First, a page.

This Week We Got The Twitter Handle @TheDomains Under An “Brand Impersonation” Claim

About a month ago Abdu from Domainsville.com alerted me that the twitter handle @thedomains was controlled by a third party who was not using it.

I was using @berkens as my twitter handle for the blog, but once he said it, it made perfect sense that my Twitter handle for the blog should match the name of the blog so following Abdu instructions and filed a claim with Twitter for Brand Impersonation and after about two week I was awarded the handle of @thedomains early last week.

I switched the Twitter handle for the blog from @berkens to @thedomains and then re-registered @berkens as soon as it was released

So if you want to follow TheDomains.com, on Twitter you can now do so by clicking here.

If you want to follow my own personal non-blog type of thoughts you can follow me on @berkens by clicking here.

We also tweet our domain name sales at Most Wanted Domains on our Twitter account which is @MWD which you can click here to  follow.

Big thanks to Abdu at Domainsville for the heads up and help and the folks at Twitter.com

 

 

Comments

  1. Dirk says

    So, if own Soc.com and have a blog attached to it and I find out somebody uses the @Soc handle on twitter, do I get that handle? Sounds like the UDRP crap to me all over again, except on twitter.

    What a f’ing joke.

  2. HYPOCRITE says

    MHB,

    You write all the time about REVERSE DOMAIN HIJACKING, yet right here is an example of a GENERIC twitter handle simply not being used (certainly was not making anyone any money) and you simply filed a twitter version of UDRP to get your handle.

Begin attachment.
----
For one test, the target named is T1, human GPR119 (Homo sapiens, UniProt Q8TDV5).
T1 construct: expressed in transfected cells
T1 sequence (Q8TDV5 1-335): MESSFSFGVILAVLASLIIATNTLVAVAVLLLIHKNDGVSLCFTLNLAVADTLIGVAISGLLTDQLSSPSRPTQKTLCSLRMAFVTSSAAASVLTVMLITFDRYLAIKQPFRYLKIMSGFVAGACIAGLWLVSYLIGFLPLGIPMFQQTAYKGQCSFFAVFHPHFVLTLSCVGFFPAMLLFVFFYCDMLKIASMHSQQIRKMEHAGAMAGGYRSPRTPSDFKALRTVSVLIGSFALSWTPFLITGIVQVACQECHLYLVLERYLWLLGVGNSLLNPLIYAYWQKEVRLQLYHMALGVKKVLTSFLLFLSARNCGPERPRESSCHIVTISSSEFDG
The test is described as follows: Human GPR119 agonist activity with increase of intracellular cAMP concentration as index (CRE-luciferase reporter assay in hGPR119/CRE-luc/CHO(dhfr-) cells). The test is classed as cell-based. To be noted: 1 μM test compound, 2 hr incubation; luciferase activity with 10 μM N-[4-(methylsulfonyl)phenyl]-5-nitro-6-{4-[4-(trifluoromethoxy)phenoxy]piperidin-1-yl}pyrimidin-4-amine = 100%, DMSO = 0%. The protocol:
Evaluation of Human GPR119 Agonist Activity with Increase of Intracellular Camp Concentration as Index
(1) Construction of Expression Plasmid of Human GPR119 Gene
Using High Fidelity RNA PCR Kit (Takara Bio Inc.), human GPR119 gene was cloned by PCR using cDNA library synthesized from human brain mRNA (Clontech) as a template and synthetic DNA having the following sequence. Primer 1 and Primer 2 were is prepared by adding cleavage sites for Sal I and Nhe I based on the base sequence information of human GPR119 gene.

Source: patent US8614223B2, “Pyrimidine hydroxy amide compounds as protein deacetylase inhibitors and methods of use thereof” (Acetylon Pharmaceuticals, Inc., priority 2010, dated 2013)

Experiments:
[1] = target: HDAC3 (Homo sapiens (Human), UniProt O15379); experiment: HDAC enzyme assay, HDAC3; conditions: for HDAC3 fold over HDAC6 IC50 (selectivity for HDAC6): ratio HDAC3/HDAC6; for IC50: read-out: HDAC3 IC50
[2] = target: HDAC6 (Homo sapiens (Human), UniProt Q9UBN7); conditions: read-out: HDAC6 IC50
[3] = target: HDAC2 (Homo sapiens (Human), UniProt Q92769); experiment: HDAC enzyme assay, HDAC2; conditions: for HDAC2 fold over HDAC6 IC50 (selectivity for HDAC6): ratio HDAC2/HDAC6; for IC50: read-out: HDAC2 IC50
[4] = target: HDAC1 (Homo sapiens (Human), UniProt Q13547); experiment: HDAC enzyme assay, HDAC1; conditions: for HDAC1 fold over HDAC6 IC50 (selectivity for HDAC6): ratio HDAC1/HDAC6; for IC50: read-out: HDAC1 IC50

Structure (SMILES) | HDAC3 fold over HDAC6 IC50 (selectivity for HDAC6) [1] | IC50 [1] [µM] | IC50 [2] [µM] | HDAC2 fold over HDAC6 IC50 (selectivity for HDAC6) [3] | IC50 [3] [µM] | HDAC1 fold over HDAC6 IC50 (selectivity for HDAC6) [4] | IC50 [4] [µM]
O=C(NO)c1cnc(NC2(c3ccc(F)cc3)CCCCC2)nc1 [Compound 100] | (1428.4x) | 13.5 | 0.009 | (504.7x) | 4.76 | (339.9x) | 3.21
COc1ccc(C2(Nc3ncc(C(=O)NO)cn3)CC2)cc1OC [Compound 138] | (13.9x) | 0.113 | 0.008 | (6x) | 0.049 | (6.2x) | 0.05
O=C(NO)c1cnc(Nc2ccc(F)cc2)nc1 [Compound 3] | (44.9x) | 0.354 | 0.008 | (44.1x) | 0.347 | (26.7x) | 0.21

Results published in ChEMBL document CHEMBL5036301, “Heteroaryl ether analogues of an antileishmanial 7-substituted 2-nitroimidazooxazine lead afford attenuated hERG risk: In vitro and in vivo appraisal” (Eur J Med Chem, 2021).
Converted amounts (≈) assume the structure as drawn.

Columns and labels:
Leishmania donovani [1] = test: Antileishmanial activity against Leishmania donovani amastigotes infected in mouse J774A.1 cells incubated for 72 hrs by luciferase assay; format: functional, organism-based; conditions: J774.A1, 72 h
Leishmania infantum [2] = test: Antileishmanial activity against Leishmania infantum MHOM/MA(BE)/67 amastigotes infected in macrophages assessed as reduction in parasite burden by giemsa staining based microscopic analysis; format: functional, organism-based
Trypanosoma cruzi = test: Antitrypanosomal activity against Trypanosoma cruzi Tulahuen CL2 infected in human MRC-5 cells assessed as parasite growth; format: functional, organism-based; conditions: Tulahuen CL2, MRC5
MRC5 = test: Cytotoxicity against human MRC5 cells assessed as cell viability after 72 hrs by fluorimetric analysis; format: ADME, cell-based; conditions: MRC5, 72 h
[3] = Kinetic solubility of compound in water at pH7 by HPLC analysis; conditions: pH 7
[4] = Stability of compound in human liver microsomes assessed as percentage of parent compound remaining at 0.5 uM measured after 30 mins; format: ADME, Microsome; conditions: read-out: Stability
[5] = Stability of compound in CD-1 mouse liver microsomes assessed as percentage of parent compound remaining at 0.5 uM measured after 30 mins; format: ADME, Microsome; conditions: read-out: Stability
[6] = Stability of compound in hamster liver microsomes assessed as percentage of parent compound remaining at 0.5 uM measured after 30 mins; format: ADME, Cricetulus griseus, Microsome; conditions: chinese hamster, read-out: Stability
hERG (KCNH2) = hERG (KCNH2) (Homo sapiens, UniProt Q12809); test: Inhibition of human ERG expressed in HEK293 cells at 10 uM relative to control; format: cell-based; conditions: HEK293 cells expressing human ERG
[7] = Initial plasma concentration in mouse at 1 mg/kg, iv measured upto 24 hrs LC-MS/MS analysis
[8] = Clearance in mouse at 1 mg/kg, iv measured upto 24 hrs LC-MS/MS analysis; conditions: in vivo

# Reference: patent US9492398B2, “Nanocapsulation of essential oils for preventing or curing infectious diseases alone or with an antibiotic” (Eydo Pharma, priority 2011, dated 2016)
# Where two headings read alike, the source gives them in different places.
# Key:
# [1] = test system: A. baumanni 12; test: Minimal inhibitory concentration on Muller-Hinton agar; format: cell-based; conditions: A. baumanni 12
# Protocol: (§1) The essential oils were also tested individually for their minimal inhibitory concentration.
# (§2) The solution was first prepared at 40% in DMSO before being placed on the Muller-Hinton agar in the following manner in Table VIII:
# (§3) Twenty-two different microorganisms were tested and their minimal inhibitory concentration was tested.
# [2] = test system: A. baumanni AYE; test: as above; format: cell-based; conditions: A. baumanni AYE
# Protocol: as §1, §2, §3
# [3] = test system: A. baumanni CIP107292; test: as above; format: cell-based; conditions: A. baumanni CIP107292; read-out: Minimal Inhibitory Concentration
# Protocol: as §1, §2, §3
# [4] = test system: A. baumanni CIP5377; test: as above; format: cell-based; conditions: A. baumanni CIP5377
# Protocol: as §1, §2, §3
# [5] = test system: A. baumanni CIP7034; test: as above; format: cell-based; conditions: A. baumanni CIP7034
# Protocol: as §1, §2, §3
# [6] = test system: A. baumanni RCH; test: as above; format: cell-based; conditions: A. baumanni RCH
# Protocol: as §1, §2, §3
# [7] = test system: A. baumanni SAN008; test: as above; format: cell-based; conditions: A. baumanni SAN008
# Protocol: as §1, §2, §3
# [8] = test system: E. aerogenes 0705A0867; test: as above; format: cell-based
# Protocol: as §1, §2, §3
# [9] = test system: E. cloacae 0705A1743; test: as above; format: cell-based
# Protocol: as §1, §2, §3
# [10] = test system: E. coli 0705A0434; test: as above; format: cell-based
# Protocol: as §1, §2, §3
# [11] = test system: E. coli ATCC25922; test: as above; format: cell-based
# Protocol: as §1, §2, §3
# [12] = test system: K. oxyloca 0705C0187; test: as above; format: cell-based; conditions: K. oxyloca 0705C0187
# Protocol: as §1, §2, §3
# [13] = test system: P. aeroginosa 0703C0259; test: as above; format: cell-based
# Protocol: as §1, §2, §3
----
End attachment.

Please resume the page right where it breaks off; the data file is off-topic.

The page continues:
Now think of the guy that owned that handle, instead of properly being compensated for his registration. You get it for nothing. Inserting “THE” before domains and suddenly someone is “squatting” on your brand.

    IMO this shows the hypocrisy of this blog, when it comes to what is yours it is OK to be a thief with legal loopholes.

    Kudos on stealing your twitter handle and using the dispute process to get a generic handle without paying a cent.

  3. domainer says

    if the guy had thedomainscom or thedomainsdotcom that would be something, thedomains without proff of bad faith is just unused generics in twitter terms

  4. Mr.T says

    Hypocrite, I see where you’re coming from, but don’t forget that the Twitter policy strictly forbids buying / selling usernames. So what other choices did MB have if the account wasn’t active?

  5. says

    “…don’t forget that the Twitter policy strictly forbids buying / selling usernames. So what other choices did MB have if the account wasn’t active?”

    Well…it could be done as a private deal but why pay money if you don’t have to. Also how do you even begin to establish a reasonable value…at least with domains you have some framework.

  6. Back in the real World says

    If an account is unused or a blatant TM there is nothing wrong with requesting it.

    Funny this article is very timely:

    I am currently in the process of buying a domain of a popular term and on Twitter there are a ton of people with the handle @FirstWordSecondWord1 @FirstWordSecondWord2 @SecondWordFirstWord1 @SecondWOrdFirstWord2 + underscores etc etc etc. I checked this morning and @FirstWordSecondWord was free! Twitter sometimes deletes the unused accounts but there are tons of them.

    Michael youve done nothing wrong mate and thanks for the great timing of this post that helped me get my exact match handle!

  7. says

    “Of course the other question is how do you find the owner of a Twitter handle?”

    One answer may be: “Twitter “owns” all the handles…”

    “No registrant owns their domain, they rent them”

    Another answer may be that the .NET is about to Reverse.the.Flow

    Twitter will have to PAY people to Tweet, just like BLOGs.

    The U.S. FTC now requires that BLOGs like this disclose what people are paid to post. Attorneys trolling for work here also have to disclose their clients.

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